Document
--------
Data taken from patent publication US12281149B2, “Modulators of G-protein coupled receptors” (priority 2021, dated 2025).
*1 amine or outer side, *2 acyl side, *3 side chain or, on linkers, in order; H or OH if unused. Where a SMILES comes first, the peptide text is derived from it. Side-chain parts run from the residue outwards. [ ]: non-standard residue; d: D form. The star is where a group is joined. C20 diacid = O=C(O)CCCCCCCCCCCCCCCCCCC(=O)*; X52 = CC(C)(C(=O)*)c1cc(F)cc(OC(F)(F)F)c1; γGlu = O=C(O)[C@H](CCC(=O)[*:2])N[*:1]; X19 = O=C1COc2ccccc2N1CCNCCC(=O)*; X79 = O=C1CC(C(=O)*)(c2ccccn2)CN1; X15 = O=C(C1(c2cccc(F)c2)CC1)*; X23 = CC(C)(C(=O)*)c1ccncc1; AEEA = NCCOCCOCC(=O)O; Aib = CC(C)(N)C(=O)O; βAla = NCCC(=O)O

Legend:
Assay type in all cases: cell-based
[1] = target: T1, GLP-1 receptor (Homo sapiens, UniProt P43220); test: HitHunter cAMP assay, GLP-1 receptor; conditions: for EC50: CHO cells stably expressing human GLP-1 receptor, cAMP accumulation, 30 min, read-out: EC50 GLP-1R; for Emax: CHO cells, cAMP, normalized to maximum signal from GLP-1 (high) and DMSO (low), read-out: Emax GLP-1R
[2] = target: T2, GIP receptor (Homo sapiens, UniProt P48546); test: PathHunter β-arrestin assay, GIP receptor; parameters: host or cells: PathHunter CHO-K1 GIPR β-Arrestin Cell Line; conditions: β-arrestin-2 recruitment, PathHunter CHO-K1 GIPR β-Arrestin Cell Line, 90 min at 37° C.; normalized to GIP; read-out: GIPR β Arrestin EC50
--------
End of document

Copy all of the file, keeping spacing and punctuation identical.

Data taken from patent publication US12281149B2, “Modulators of G-protein coupled receptors” (priority 2021, dated 2025).
*1 amine or outer side, *2 acyl side, *3 side chain or, on linkers, in order; H or OH if unused. Where a SMILES comes first, the peptide text is derived from it. Side-chain parts run from the residue outwards. [ ]: non-standard residue; d: D form. The star is where a group is joined. C20 diacid = O=C(O)CCCCCCCCCCCCCCCCCCC(=O)*; X52 = CC(C)(C(=O)*)c1cc(F)cc(OC(F)(F)F)c1; γGlu = O=C(O)[C@H](CCC(=O)[*:2])N[*:1]; X19 = O=C1COc2ccccc2N1CCNCCC(=O)*; X79 = O=C1CC(C(=O)*)(c2ccccn2)CN1; X15 = O=C(C1(c2cccc(F)c2)CC1)*; X23 = CC(C)(C(=O)*)c1ccncc1; AEEA = NCCOCCOCC(=O)O; Aib = CC(C)(N)C(=O)O; βAla = NCCC(=O)O

Legend:
Assay type in all cases: cell-based
[1] = target: T1, GLP-1 receptor (Homo sapiens, UniProt P43220); test: HitHunter cAMP assay, GLP-1 receptor; conditions: for EC50: CHO cells stably expressing human GLP-1 receptor, cAMP accumulation, 30 min, read-out: EC50 GLP-1R; for Emax: CHO cells, cAMP, normalized to maximum signal from GLP-1 (high) and DMSO (low), read-out: Emax GLP-1R
[2] = target: T2, GIP receptor (Homo sapiens, UniProt P48546); test: PathHunter β-arrestin assay, GIP receptor; parameters: host or cells: PathHunter CHO-K1 GIPR β-Arrestin Cell Line; conditions: β-arrestin-2 recruitment, PathHunter CHO-K1 GIPR β-Arrestin Cell Line, 90 min at 37° C.; normalized to GIP; read-out: GIPR β Arrestin EC50